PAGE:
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Keighley's 'flag of the World War One brave' gets a safe home
A standard honouring Keighley district men who were among the first British troops to serve on the First World War’s Western Front has been found a safe new home.
Keighley Town Council’s Civic Centre is looking after the standard of Keighley branch of the Old Contemptibles Association amid fears it could be “chucked away”.
The standard had been in Keighley Shared Church for decades after it was officially retired in May 1968.
However, Ian Walkden, of the Men of Worth military history project, took responsibility for the historic artefact, as there was nowhere suitable for the church to put it on display.
He thanked the town council for supporting his efforts to take care of the standard, which is in a heavy wooden case.
“I’m really pleased the council feels the same way as I do about this,” he said. “I thought there is just no way the standard can end up being chucked away. We’re hoping it will be paraded at the next Remembrance Day. The council has kindly allowed me to leave it in the civic centre while we discuss its future.”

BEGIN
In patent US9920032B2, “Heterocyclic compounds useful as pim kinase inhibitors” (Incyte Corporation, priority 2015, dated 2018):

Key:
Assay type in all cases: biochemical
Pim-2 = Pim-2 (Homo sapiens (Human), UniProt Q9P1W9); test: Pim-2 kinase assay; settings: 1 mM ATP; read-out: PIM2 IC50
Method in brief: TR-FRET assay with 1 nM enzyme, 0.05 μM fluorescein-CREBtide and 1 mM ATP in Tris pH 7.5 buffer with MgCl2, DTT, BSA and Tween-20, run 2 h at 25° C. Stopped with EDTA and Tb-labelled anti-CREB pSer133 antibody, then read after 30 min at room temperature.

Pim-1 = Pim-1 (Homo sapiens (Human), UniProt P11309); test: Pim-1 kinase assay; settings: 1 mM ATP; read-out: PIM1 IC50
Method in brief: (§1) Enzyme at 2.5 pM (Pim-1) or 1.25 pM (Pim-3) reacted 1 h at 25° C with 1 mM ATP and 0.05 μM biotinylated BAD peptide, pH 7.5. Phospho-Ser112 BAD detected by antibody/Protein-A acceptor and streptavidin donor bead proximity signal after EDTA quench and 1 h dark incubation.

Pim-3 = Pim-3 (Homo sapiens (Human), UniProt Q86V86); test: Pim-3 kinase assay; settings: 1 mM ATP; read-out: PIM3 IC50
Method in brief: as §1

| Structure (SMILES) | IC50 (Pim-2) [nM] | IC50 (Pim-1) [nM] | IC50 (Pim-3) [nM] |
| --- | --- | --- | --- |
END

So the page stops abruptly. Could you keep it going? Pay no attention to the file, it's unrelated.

Councillor Brian Morris said: “We’d like to find somewhere to put the standard up where people can see it.
“It’s not just any old flag – it’s a very important part of Keighley’s heritage.”
Mr Walkden explained the original 80,000-strong British Expeditionary Force, which travelled to the Continent to fight in 1914, was reputed to have been described as a “contemptible little army” by German Emperor Kaiser Wilhelm.
As a humorous gesture of defiance, the surviving British soldiers later enthusiastically adopted part of this dismissive label – referring to themselves as the Old Contemptibles.
The expeditionary force acquitted itself well in the early days of the war, delaying larger numbers of invading Germans at the Battle of Mons.
Mr Walkden wants to hear from anyone who has more information about the standard. E-mail firstname.lastname@example.org.
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